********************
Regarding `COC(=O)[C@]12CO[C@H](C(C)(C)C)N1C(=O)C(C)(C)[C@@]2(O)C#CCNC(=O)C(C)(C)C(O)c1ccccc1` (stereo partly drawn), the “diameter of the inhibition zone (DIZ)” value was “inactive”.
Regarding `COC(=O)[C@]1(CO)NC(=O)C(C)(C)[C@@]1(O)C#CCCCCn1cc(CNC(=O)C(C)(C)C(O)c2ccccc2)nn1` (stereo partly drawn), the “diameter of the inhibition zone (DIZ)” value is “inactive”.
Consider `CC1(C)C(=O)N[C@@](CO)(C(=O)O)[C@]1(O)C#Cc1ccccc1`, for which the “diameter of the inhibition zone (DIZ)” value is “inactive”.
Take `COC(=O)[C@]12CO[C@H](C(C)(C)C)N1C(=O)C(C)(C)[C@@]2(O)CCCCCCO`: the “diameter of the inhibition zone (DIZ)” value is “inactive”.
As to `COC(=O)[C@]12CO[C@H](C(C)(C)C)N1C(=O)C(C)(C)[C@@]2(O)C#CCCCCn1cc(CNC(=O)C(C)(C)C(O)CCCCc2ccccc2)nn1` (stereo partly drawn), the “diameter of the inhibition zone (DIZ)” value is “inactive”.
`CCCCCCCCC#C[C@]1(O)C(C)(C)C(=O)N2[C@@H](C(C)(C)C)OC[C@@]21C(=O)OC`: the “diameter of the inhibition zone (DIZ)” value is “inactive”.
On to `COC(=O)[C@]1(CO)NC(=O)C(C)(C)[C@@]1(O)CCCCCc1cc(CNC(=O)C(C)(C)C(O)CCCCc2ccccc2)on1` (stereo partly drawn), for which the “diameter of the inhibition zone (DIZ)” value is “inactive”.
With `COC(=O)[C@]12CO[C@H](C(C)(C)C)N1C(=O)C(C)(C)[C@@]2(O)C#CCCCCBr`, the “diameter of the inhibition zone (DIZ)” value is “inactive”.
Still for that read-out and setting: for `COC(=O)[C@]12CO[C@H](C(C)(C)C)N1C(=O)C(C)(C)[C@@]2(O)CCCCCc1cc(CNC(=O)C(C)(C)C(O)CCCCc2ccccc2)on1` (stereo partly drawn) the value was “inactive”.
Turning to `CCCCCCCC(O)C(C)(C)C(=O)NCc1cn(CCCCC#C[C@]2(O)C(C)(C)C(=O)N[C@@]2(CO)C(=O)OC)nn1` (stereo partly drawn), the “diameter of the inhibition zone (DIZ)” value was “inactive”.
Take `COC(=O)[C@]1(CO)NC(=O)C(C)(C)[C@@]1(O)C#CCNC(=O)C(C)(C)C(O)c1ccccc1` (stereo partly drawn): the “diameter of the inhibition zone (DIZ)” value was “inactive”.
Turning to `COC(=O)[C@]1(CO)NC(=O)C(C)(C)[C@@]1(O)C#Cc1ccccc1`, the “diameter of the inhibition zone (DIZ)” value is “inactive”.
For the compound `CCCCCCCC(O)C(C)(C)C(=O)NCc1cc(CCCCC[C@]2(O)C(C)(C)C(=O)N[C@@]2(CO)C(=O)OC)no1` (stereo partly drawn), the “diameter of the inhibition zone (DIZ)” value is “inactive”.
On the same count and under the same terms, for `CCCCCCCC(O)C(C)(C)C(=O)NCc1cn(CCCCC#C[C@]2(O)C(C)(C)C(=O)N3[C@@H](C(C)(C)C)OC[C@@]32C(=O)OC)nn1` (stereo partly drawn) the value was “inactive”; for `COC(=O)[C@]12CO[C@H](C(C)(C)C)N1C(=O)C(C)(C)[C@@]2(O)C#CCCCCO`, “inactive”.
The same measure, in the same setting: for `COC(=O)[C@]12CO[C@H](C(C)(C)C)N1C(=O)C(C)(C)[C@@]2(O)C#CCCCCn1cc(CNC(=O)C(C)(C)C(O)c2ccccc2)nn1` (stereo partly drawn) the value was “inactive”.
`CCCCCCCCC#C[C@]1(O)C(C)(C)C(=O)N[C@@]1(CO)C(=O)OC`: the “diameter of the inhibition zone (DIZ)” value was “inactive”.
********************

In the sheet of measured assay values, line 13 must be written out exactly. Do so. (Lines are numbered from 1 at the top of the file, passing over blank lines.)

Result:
For the compound `CCCCCCCC(O)C(C)(C)C(=O)NCc1cc(CCCCC[C@]2(O)C(C)(C)C(=O)N[C@@]2(CO)C(=O)OC)no1` (stereo partly drawn), the “diameter of the inhibition zone (DIZ)” value is “inactive”.